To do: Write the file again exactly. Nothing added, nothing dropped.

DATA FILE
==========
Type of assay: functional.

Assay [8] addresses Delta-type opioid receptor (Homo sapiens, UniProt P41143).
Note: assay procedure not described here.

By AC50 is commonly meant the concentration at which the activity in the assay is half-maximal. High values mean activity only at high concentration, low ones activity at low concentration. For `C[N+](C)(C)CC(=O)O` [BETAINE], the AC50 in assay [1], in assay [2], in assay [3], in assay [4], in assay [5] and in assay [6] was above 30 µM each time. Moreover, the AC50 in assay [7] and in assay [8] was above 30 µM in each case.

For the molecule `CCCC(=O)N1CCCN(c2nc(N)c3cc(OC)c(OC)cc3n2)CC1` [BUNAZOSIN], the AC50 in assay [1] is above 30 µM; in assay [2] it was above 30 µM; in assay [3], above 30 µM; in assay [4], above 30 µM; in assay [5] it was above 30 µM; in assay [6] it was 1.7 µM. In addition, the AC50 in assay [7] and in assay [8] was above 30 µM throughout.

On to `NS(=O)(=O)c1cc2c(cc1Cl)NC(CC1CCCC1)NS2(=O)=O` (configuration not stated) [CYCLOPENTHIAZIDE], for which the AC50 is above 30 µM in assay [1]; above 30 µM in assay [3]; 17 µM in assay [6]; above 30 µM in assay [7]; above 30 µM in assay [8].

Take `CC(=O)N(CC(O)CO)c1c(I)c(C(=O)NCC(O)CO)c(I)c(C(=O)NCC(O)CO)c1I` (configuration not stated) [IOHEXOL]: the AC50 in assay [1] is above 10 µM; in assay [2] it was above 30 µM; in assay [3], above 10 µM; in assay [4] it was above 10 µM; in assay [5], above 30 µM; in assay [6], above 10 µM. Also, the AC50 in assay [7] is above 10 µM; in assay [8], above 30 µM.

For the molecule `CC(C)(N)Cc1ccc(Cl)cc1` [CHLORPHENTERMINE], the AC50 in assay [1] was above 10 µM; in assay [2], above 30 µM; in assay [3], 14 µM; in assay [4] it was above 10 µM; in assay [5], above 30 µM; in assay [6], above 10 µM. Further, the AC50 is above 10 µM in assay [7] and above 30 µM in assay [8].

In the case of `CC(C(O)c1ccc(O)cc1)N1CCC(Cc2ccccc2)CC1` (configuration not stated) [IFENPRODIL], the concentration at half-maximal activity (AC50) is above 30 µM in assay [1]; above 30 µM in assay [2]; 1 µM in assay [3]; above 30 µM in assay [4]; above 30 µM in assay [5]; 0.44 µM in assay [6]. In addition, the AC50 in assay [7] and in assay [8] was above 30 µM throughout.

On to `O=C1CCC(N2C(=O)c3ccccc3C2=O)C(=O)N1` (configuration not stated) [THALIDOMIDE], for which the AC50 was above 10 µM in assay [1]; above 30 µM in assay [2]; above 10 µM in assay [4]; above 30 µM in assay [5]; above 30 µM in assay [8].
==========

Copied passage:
Type of assay: functional.

Assay [8] addresses Delta-type opioid receptor (Homo sapiens, UniProt P41143).
Note: assay procedure not described here.

By AC50 is commonly meant the concentration at which the activity in the assay is half-maximal. High values mean activity only at high concentration, low ones activity at low concentration. For `C[N+](C)(C)CC(=O)O` [BETAINE], the AC50 in assay [1], in assay [2], in assay [3], in assay [4], in assay [5] and in assay [6] was above 30 µM each time. Moreover, the AC50 in assay [7] and in assay [8] was above 30 µM in each case.

For the molecule `CCCC(=O)N1CCCN(c2nc(N)c3cc(OC)c(OC)cc3n2)CC1` [BUNAZOSIN], the AC50 in assay [1] is above 30 µM; in assay [2] it was above 30 µM; in assay [3], above 30 µM; in assay [4], above 30 µM; in assay [5] it was above 30 µM; in assay [6] it was 1.7 µM. In addition, the AC50 in assay [7] and in assay [8] was above 30 µM throughout.

On to `NS(=O)(=O)c1cc2c(cc1Cl)NC(CC1CCCC1)NS2(=O)=O` (configuration not stated) [CYCLOPENTHIAZIDE], for which the AC50 is above 30 µM in assay [1]; above 30 µM in assay [3]; 17 µM in assay [6]; above 30 µM in assay [7]; above 30 µM in assay [8].

Take `CC(=O)N(CC(O)CO)c1c(I)c(C(=O)NCC(O)CO)c(I)c(C(=O)NCC(O)CO)c1I` (configuration not stated) [IOHEXOL]: the AC50 in assay [1] is above 10 µM; in assay [2] it was above 30 µM; in assay [3], above 10 µM; in assay [4] it was above 10 µM; in assay [5], above 30 µM; in assay [6], above 10 µM. Also, the AC50 in assay [7] is above 10 µM; in assay [8], above 30 µM.

For the molecule `CC(C)(N)Cc1ccc(Cl)cc1` [CHLORPHENTERMINE], the AC50 in assay [1] was above 10 µM; in assay [2], above 30 µM; in assay [3], 14 µM; in assay [4] it was above 10 µM; in assay [5], above 30 µM; in assay [6], above 10 µM. Further, the AC50 is above 10 µM in assay [7] and above 30 µM in assay [8].

In the case of `CC(C(O)c1ccc(O)cc1)N1CCC(Cc2ccccc2)CC1` (configuration not stated) [IFENPRODIL], the concentration at half-maximal activity (AC50) is above 30 µM in assay [1]; above 30 µM in assay [2]; 1 µM in assay [3]; above 30 µM in assay [4]; above 30 µM in assay [5]; 0.44 µM in assay [6]. In addition, the AC50 in assay [7] and in assay [8] was above 30 µM throughout.

On to `O=C1CCC(N2C(=O)c3ccccc3C2=O)C(=O)N1` (configuration not stated) [THALIDOMIDE], for which the AC50 was above 10 µM in assay [1]; above 30 µM in assay [2]; above 10 µM in assay [4]; above 30 µM in assay [5]; above 30 µM in assay [8].